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By Byron Merritt (2006-10-12)
Byron Merritt from FWOMP has talked to Neil Gaiman
In June of this year my grandfather, Frank Herbert, was inducted into the Science Fiction Hall of Fame in Seattle, Washington. Neil Gaiman was the Master of Ceremonies and I’d been trying to interview him for some time, but our busy schedules always seemed at odds with each other. Since we were both going to be in the same place on the same day for the same reason, it seemed logical we might get together and chat a bit. Luckily, with the help of the staff at the SF Hall of Fame, we were able to tuck ourselves into "the green room" and talk about Frank Herbert, science fiction, and Neil’s writings.
I’d never met Neil before and I was surprised at how interesting he looked. At first sight he brought to mind the image of a rock star who’d just stepped off a Harley Davidson. A thick swath of black hair dangles into his eyes and constantly gets pushed out of his face, and his angular features are hawkish yet handsome. This was brought to my attention later by my great aunt (Frank Herbert’s sister) who whispered to me, "He is handsome. He looks like a young Neil Diamond."
Rock star comparisons aside, Neil Gaiman has the writing ability of the greats of our time. His Sandman Chronicles helped launch DC Comics into mainstream literature, and his multiple award wins for his fantasy and science fiction stories are proof positive that he’s no one-hit-wonder.
(Special thanks to Anne Murphy and Brooks Peck for arranging the interview)
FWOMP: We’re kind of coming full circle here at the Science Fiction Museum and Hall of Fame in that I understand you’d interviewed my grandfather some years ago and now here we are inducting him into the SF Hall of Fame and I’m here interviewing you. What I’m dying to know is in what context did you interview Frank Herbert and what did you discuss?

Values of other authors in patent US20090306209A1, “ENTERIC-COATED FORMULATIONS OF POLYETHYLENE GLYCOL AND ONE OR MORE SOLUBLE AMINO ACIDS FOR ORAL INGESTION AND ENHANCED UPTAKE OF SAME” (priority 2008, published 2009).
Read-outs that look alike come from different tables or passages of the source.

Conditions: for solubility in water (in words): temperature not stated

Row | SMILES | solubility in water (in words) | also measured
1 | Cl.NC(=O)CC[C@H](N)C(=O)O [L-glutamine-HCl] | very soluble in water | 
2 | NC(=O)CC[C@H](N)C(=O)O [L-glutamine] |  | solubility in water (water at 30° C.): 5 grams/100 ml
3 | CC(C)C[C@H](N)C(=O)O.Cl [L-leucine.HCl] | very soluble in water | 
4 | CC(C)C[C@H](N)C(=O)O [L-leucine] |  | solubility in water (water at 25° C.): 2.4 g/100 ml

Neil Gaiman: It was in 1984 or 1985 and he was in London promoting the David Lynch Dune film. The way I remember it is that the film hadn’t come out yet. I’d done a small interview with him but the most fun I had with him was during a press conference. It was memorable because it was so wonderful and odd watching him giving a press conference to these English hack journalists. I’m not even sure if these guys still exist because we’re talking more than 20 years ago and I think they’ve probably died off. There were these guys in grubby mackintoshes with their little thumb notebooks who turn up to ask ridiculous questions. I remember going up to one of these guys and he asked me who I was covering the press conference for and I said Space Voyager Magazine or something like that. And I asked this grubby fellow what he planned on asking Mr. Herbert and he said, "I plan on asking him if he believes in little green men." And I thought: "What the hell are you talking about? This is Frank Herbert here! Have you even read any of his books?" So the press conference goes very well. Your grandfather talks about the origins of Dune and his writing career and the Dune film translation; some really interesting stuff. And then at the end there’s the question and answer session and this guy in the grubby mackintosh stands up says, "Mr. Herbert I feel as a representative of the English press I have to ask you, do you believe in unidentified flying objects." And your grandfather says, "That’s a really good question. I absolutely believe — listen to my words very carefully — that there are ‘unidentified flying objects’ in that there are objects in the sky that people have seen that have not been identified. But I’m afraid that’s as far as I go." "Right," says the grubby reporter, "so when the little green men come down from their saucers do you think they’re going to take us all away?"
FWOMP: Oh God.
Neil Gaiman: The expression on your grandfather’s face was a delight; purely unable to believe what he’d just heard. So that’s one of my favorite little memories.
FWOMP: I’m sure his look was priceless.
Neil Gaiman: The expression is really hard to convey.
FWOMP: Thanks for sharing that memory.
Neil Gaiman: You’re welcome.
FWOMP: I wanted to ask some questions about you and your career, too, so let’s jump into those waters. When did you start writing and how come?
Neil Gaiman: I started writing when I was about 20, 21 maybe.